- Clinton has a 21-percentage-point net favorable advantage over Sanders
- Both men and women now see Clinton more positively than Sanders
- Sanders has better image among those 18 to 29 than does Clinton
PRINCETON, N.J. -- Hillary Clinton's net favorable rating among Democrats and Democratic-leaning independents in November averaged 21 percentage points higher than Sanders', up from a 13-point advantage in September and early October.
Both candidates have seen a slight uptick in their favorable ratings among all Democrats since Gallup's last update, which was based on data collected Sept. 12-Oct. 10, just before the first Democratic debate on Oct. 13. But while Clinton's unfavorable percentage has edged downward, Sanders' has increased slightly. The result? The gap between Clinton's and Sanders' net favorable ratings has expanded.
Sanders has gained five points in familiarity; even so, only two-thirds of Democrats know enough about the Vermont senator to have an opinion of him, compared with Clinton's nearly universal familiarity.
Clinton Gains Among Men, but Still Lags Among 18- to 29-Year-Olds
Clinton has a significant image advantage among men and women, as well as those 30 and older. But young Democrats still constitute a problem spot for Clinton, whose image among 18- to 29-year-olds is significantly less positive than Sanders'.
Clinton's net favorable image among Democratic men has undergone a significant change, going from a net favorable rating of +43 to +54. Sanders' image among men dropped from +44 to +39 over the same period, with the net result that Clinton has moved from a -1 net favorable deficit versus Sanders among men to a +15 advantage in the latest update.
Clinton has not seen this type of gain among 18- to 29-year-old Democrats, however. Her +39 rating among this group in November is up only four points from late September and early October. Meanwhile, Sanders' net favorable rating among young Democrats increased by seven points. That leaves Clinton with an 11-point deficit vis à vis Sanders among those 18 to 29, three points larger than the previous reading.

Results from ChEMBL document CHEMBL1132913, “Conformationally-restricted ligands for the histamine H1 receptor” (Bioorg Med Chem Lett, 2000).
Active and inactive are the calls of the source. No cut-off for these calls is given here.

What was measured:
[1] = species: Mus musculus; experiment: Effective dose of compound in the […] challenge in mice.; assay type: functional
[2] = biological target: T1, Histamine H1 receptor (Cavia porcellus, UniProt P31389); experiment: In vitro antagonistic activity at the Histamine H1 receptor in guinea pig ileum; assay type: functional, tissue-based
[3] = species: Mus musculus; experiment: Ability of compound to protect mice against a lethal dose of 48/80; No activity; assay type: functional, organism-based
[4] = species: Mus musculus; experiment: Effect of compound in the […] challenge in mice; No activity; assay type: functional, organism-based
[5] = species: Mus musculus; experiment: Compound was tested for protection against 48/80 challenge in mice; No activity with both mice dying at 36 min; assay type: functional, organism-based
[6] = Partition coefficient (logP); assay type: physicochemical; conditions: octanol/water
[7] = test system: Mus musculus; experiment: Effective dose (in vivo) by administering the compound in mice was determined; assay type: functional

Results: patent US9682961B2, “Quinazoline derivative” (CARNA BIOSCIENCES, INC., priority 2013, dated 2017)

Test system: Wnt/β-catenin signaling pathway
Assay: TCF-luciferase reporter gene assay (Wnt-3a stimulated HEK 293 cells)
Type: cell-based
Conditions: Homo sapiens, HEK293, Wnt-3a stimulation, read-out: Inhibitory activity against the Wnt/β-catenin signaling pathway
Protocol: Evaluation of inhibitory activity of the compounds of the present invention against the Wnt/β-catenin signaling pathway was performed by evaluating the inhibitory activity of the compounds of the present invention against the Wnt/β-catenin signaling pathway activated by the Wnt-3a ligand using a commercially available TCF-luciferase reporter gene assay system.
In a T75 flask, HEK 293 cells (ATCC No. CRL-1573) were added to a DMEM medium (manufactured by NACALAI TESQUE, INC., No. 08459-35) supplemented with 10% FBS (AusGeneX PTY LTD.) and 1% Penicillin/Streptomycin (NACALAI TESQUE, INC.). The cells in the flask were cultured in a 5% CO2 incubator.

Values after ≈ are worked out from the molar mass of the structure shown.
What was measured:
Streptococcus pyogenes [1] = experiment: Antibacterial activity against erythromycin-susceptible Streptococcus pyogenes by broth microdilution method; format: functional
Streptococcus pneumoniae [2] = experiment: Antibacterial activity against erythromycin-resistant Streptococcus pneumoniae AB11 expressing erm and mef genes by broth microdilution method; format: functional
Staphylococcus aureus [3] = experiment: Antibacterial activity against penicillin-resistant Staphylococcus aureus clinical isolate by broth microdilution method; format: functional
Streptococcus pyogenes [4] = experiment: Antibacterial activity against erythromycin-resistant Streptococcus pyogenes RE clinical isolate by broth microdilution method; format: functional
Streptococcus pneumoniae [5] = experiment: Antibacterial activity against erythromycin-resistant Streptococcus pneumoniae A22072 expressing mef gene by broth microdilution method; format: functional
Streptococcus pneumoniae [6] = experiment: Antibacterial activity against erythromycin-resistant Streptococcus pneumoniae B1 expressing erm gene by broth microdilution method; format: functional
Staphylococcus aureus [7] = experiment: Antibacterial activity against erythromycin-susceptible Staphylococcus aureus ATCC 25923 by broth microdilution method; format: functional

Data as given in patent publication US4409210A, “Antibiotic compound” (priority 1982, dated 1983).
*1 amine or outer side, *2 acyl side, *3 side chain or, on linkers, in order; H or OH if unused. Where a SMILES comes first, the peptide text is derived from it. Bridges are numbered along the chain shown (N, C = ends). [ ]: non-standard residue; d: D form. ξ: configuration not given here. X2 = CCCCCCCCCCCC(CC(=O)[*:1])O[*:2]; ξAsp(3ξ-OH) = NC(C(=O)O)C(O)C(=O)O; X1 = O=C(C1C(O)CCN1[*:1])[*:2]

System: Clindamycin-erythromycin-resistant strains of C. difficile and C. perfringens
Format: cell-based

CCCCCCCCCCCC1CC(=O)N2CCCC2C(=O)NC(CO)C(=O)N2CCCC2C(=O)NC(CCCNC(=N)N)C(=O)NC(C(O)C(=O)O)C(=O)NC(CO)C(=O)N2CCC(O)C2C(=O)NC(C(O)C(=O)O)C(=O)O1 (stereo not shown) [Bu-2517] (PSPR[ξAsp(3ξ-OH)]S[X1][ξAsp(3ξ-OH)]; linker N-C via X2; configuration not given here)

Clinton has extended her already large image advantage among all three groups aged 30 and older, and has a particularly strong positive image among Democrats 50 and older.
Clinton is both well-known and well-liked among Democrats nationally, and her image improved in November compared with a month earlier. The image of Sanders, her principal opponent, was stagnant over the same period. His favorable rating is now 25 points lower than Clinton's, while his unfavorable percentage is roughly the same. Sanders is hindered in that a third of Democrats do not know enough about him to have an opinion, compared with only 6% of Democrats who don't have an opinion of Clinton.
Sanders is 74, six years older than Clinton. But likely at least in part because of his more liberal views, he retains a pocket of strength with 18- to 29-year-old Democrats, among whom he continues to enjoy an image that is more favorable than hers. Sanders was viewed as favorably among men as was Clinton a few months ago, but Clinton is now better liked among both gender groups.
The next Democratic debate is Saturday, Dec. 19, and it is possible that the images of both of these candidates among Democrats could change as a result. At this point in the campaign, however, Clinton continues to have the clear image advantage.
These data are available in Gallup Analytics.
Results for this Gallup poll are based on telephone interviews conducted Nov. 1-30, 2015, on the Gallup U.S. Daily survey, with a random sample of 1,628 U.S. adults identifying as Democrats or independents who lean Democratic, aged 18 and older, living in all 50 U.S. states and the District of Columbia who rated Hillary Clinton, and 1,592 who rated Bernie Sanders. For results based on these samples, the margin of sampling error is ±4 percentage points at the 95% confidence level.
Each sample of national adults includes a minimum quota of 60% cellphone respondents and 40% landline respondents, with additional minimum quotas by time zone within region. Landline and cellular telephone numbers are selected using random-digit-dial methods.
Learn more about how the Gallup U.S. Daily works.